Potty Training (cont.)
How do I begin potty training my child?
Pediatric developmental specialist T. Berry Brazelton has proposed a rational
(for parents) and developmentally appropriate (for children) step-by-step
approach. The following are his suggestions:
- Decide on a vocabulary for body fluids (pee, poop, etc.) that
will be used consistently. Remember that these terms will be used both at home
and out in public.
- Buy a potty chair. Attempting to use an adult toilet
prevents the leg leverage necessary for ease of bowel movements for the young
child. Many toddlers enjoy decorating their potty chair; this activity creates
an emotional "investment" into this important piece of furniture.
sitting on the toilet (initially, fully clothed is fine) and look at a favorite
book. This allows familiarity and pretend play without the stress of
- Practice sitting on the potty chair without a diaper. Some
parents will transfer diaper urine or stool into the potty chair to help the
child better understand the goal. The urine and stool can then be transferred
into the toilet and flushed away. Some children may be scared by the flushing
toilet; practicing with toilet paper alone often helps any intimidation factor.
- More practice: Develop a routine/ritual regarding predictable times for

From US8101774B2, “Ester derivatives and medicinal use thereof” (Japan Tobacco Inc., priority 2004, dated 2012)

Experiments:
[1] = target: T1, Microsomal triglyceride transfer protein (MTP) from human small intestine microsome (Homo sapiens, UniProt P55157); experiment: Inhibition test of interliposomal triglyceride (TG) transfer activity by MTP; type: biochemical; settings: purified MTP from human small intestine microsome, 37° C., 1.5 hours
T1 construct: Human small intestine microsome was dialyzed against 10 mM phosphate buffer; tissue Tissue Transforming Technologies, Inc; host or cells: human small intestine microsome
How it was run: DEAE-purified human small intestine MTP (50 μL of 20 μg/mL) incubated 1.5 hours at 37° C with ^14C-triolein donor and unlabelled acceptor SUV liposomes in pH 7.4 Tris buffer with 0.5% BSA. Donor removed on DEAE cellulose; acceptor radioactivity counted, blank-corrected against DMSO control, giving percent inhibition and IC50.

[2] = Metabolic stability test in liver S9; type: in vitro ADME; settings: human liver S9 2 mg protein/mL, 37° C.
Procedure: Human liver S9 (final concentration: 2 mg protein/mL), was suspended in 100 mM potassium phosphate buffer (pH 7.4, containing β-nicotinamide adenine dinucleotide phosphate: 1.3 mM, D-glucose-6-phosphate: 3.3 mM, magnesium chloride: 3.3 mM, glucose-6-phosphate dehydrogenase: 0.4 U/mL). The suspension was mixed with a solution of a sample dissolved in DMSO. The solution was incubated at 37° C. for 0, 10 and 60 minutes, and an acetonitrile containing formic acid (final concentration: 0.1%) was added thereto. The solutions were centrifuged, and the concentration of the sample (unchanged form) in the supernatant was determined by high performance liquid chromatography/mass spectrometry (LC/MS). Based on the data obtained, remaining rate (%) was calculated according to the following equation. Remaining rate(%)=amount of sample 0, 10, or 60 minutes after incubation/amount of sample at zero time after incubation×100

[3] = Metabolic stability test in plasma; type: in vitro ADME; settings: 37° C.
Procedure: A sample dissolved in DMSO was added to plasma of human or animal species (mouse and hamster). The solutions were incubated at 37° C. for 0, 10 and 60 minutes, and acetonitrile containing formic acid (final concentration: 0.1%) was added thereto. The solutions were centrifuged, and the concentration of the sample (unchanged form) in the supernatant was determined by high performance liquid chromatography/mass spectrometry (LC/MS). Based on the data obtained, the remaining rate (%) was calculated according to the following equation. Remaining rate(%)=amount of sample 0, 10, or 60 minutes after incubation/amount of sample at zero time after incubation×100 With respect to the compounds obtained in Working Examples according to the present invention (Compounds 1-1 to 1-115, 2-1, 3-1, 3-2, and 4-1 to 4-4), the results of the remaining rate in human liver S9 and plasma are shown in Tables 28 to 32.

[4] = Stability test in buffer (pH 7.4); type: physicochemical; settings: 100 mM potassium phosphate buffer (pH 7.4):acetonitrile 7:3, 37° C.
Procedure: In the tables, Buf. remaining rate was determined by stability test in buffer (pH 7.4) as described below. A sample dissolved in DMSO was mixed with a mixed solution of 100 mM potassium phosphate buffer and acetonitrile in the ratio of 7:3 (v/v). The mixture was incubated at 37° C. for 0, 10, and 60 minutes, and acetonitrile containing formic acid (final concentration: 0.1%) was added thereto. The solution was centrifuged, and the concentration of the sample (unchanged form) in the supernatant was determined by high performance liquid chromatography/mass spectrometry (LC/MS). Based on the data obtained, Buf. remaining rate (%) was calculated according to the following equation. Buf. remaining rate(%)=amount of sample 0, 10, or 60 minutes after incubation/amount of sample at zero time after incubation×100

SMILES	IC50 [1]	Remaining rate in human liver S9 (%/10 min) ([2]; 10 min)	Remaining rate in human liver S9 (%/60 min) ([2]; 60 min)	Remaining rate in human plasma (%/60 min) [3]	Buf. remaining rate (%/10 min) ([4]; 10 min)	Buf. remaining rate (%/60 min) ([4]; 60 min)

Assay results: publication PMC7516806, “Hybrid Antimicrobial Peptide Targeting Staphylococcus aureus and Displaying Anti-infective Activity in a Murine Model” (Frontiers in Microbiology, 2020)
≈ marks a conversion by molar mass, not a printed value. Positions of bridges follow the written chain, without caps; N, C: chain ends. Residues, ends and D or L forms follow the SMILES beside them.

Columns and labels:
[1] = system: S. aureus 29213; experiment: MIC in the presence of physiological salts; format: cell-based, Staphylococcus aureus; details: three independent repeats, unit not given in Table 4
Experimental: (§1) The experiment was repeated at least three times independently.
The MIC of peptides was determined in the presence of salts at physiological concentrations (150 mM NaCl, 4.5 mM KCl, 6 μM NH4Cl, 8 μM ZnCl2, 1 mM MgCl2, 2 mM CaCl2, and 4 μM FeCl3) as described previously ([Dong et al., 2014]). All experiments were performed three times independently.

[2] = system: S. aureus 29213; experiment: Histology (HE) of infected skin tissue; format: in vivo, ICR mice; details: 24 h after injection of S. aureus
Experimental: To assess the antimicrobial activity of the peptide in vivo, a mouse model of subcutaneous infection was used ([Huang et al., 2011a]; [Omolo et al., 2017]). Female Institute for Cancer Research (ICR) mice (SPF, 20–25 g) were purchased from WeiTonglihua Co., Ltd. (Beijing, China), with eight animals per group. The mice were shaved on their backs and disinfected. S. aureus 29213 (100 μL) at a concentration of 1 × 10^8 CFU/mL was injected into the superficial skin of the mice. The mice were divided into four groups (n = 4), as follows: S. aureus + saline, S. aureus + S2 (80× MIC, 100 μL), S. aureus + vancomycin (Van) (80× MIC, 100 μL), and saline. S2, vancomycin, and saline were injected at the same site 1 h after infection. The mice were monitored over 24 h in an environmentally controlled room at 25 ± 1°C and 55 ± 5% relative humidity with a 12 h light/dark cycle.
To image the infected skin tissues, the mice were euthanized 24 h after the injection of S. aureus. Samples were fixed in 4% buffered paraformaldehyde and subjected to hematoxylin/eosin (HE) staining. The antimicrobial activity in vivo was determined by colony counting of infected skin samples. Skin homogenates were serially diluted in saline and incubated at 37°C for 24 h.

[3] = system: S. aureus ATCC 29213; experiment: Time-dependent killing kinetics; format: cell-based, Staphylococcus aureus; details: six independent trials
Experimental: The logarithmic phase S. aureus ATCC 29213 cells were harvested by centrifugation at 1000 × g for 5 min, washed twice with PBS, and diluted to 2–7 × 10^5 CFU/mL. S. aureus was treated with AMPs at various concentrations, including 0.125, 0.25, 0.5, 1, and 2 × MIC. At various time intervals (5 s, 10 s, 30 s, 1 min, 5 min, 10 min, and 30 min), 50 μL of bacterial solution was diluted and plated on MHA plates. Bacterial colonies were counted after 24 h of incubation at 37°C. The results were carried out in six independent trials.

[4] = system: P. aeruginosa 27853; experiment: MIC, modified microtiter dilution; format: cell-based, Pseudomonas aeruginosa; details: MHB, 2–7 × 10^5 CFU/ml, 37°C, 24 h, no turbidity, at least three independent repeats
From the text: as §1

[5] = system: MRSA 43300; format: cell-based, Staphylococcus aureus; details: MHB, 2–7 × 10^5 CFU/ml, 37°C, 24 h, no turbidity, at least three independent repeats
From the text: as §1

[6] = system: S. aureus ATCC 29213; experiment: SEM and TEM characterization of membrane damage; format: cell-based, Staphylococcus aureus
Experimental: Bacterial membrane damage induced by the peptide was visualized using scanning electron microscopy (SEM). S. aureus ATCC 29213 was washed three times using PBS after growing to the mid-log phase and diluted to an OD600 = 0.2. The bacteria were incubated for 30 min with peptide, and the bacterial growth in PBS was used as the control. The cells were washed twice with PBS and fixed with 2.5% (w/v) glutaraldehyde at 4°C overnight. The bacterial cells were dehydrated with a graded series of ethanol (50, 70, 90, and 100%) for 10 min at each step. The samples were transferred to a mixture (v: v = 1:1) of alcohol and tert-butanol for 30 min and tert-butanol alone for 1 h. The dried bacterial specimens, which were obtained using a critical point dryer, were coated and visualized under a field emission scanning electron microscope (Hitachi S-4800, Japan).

sitting (without diaper) on the potty chair. A common time for many is just
before taking a bath. Some children have very predictable bowel movement
patterns; "catching them in the act" allows for an opportunity for praise and a
small reward (for examples, hand stamp, sticker, etc.).
- Transition to training
pants or underwear: When the child expresses a desire for "big boy/girl" pants
and he/she has been successfully using the potty chair for one to two weeks, an option to
transition (for progressively longer periods each day) out if diapers may be
offered. Such a move should be viewed by the child as a reward for his efforts
and should not intimidate the child.
- When comfortable with his potty chair,
many children express a desire to use the adult toilet. An over-the-toilet-seat
lid and a step stool are important to facilitate this final transition.